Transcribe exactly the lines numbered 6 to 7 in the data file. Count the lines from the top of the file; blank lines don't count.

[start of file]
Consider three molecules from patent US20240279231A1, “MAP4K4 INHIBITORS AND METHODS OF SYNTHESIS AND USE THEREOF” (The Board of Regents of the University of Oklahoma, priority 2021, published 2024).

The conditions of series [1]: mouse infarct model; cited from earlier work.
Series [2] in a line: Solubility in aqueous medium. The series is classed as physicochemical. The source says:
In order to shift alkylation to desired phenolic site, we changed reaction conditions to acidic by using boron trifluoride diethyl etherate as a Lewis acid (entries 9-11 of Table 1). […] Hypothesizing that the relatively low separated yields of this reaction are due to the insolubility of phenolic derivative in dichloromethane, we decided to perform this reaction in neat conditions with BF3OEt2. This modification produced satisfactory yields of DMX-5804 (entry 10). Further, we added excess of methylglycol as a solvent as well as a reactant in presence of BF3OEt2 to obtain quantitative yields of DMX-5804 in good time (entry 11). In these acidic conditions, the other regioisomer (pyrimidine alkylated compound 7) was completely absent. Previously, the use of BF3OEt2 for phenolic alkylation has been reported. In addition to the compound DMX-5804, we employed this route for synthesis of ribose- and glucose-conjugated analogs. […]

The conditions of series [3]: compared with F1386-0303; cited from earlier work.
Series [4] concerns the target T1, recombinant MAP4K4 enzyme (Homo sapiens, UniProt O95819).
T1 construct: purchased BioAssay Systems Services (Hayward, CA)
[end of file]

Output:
Series [4] concerns the target T1, recombinant MAP4K4 enzyme (Homo sapiens, UniProt O95819).
T1 construct: purchased BioAssay Systems Services (Hayward, CA)